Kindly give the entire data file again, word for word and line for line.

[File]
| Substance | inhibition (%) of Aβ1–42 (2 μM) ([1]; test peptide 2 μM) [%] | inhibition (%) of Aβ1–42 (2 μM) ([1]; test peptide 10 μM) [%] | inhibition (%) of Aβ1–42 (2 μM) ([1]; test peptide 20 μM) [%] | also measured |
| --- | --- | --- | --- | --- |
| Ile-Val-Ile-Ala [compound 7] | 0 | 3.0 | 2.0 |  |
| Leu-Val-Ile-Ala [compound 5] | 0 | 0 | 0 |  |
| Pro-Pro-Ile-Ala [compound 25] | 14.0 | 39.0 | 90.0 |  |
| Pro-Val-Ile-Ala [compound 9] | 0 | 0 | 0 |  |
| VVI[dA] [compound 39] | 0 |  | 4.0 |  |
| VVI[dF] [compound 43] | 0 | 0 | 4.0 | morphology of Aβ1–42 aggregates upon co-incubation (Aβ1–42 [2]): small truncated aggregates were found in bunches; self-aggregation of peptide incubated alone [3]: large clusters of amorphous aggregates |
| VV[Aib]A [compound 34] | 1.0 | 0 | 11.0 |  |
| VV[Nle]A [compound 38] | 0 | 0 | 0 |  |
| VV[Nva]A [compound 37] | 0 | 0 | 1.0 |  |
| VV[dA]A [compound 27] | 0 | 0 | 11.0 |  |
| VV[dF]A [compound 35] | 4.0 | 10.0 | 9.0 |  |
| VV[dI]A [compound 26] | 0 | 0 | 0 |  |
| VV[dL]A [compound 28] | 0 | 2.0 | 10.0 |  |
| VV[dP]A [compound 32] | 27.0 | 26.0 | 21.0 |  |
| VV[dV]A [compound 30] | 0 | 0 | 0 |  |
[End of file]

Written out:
| Substance | inhibition (%) of Aβ1–42 (2 μM) ([1]; test peptide 2 μM) [%] | inhibition (%) of Aβ1–42 (2 μM) ([1]; test peptide 10 μM) [%] | inhibition (%) of Aβ1–42 (2 μM) ([1]; test peptide 20 μM) [%] | also measured |
| --- | --- | --- | --- | --- |
| Ile-Val-Ile-Ala [compound 7] | 0 | 3.0 | 2.0 |  |
| Leu-Val-Ile-Ala [compound 5] | 0 | 0 | 0 |  |
| Pro-Pro-Ile-Ala [compound 25] | 14.0 | 39.0 | 90.0 |  |
| Pro-Val-Ile-Ala [compound 9] | 0 | 0 | 0 |  |
| VVI[dA] [compound 39] | 0 |  | 4.0 |  |
| VVI[dF] [compound 43] | 0 | 0 | 4.0 | morphology of Aβ1–42 aggregates upon co-incubation (Aβ1–42 [2]): small truncated aggregates were found in bunches; self-aggregation of peptide incubated alone [3]: large clusters of amorphous aggregates |
| VV[Aib]A [compound 34] | 1.0 | 0 | 11.0 |  |
| VV[Nle]A [compound 38] | 0 | 0 | 0 |  |
| VV[Nva]A [compound 37] | 0 | 0 | 1.0 |  |
| VV[dA]A [compound 27] | 0 | 0 | 11.0 |  |
| VV[dF]A [compound 35] | 4.0 | 10.0 | 9.0 |  |
| VV[dI]A [compound 26] | 0 | 0 | 0 |  |
| VV[dL]A [compound 28] | 0 | 2.0 | 10.0 |  |
| VV[dP]A [compound 32] | 27.0 | 26.0 | 21.0 |  |
| VV[dV]A [compound 30] | 0 | 0 | 0 |  |